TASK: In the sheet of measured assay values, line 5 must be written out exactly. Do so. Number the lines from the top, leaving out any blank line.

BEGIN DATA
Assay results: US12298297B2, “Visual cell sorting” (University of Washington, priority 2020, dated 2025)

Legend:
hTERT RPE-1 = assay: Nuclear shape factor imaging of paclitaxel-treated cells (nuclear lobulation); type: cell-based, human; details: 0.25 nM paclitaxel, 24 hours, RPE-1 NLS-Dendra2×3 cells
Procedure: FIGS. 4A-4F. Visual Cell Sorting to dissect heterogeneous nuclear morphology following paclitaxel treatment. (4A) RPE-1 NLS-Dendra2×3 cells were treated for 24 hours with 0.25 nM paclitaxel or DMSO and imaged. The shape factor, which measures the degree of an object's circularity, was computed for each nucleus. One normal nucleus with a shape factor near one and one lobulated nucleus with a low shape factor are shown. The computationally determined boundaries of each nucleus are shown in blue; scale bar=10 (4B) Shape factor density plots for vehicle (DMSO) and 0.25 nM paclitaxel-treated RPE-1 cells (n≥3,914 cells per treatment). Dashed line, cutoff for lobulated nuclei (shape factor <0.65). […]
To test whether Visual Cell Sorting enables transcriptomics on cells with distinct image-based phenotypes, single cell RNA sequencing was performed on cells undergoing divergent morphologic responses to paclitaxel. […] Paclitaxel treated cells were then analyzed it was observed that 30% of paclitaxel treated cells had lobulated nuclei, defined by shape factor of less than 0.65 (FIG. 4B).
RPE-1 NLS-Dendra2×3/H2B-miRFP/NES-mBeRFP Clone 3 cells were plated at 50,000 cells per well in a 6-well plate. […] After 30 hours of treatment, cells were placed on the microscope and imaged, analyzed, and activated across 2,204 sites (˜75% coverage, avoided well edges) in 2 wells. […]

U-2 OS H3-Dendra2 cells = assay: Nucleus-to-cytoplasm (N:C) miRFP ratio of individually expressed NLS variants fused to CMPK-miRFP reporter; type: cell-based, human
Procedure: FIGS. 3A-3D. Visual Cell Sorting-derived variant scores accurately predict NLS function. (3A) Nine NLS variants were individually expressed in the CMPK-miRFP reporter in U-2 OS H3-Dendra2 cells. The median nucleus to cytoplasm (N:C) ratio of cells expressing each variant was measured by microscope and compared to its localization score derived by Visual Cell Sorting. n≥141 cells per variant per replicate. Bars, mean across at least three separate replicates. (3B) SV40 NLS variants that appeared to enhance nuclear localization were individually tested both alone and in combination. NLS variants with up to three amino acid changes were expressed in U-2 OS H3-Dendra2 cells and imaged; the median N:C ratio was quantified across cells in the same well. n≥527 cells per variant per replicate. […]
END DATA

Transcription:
To test whether Visual Cell Sorting enables transcriptomics on cells with distinct image-based phenotypes, single cell RNA sequencing was performed on cells undergoing divergent morphologic responses to paclitaxel. […] Paclitaxel treated cells were then analyzed it was observed that 30% of paclitaxel treated cells had lobulated nuclei, defined by shape factor of less than 0.65 (FIG. 4B).